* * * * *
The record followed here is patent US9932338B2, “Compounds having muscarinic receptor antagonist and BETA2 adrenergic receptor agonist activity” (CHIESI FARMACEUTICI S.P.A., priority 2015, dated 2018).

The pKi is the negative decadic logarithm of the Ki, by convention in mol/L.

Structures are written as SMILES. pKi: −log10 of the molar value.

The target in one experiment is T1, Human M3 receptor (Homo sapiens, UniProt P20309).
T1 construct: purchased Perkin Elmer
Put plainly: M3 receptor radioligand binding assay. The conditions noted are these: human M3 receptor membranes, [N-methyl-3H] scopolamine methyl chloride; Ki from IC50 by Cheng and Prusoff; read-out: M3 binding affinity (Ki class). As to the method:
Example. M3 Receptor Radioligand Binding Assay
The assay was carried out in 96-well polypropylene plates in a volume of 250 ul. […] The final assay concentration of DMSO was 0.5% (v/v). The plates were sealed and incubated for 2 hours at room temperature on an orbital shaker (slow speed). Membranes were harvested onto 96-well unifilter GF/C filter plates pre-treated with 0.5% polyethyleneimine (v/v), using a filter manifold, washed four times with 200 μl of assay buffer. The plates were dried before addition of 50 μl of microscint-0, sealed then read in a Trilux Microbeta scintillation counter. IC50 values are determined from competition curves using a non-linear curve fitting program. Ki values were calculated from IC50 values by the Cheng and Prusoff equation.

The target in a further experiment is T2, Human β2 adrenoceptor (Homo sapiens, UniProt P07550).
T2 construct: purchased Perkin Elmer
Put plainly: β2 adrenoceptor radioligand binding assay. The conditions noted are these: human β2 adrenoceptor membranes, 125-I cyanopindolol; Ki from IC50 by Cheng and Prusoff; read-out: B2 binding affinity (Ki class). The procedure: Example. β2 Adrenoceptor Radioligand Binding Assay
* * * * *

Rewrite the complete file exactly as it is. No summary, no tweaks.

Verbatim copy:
The record followed here is patent US9932338B2, “Compounds having muscarinic receptor antagonist and BETA2 adrenergic receptor agonist activity” (CHIESI FARMACEUTICI S.P.A., priority 2015, dated 2018).

The pKi is the negative decadic logarithm of the Ki, by convention in mol/L.

Structures are written as SMILES. pKi: −log10 of the molar value.

The target in one experiment is T1, Human M3 receptor (Homo sapiens, UniProt P20309).
T1 construct: purchased Perkin Elmer
Put plainly: M3 receptor radioligand binding assay. The conditions noted are these: human M3 receptor membranes, [N-methyl-3H] scopolamine methyl chloride; Ki from IC50 by Cheng and Prusoff; read-out: M3 binding affinity (Ki class). As to the method:
Example. M3 Receptor Radioligand Binding Assay
The assay was carried out in 96-well polypropylene plates in a volume of 250 ul. […] The final assay concentration of DMSO was 0.5% (v/v). The plates were sealed and incubated for 2 hours at room temperature on an orbital shaker (slow speed). Membranes were harvested onto 96-well unifilter GF/C filter plates pre-treated with 0.5% polyethyleneimine (v/v), using a filter manifold, washed four times with 200 μl of assay buffer. The plates were dried before addition of 50 μl of microscint-0, sealed then read in a Trilux Microbeta scintillation counter. IC50 values are determined from competition curves using a non-linear curve fitting program. Ki values were calculated from IC50 values by the Cheng and Prusoff equation.

The target in a further experiment is T2, Human β2 adrenoceptor (Homo sapiens, UniProt P07550).
T2 construct: purchased Perkin Elmer
Put plainly: β2 adrenoceptor radioligand binding assay. The conditions noted are these: human β2 adrenoceptor membranes, 125-I cyanopindolol; Ki from IC50 by Cheng and Prusoff; read-out: B2 binding affinity (Ki class). The procedure: Example. β2 Adrenoceptor Radioligand Binding Assay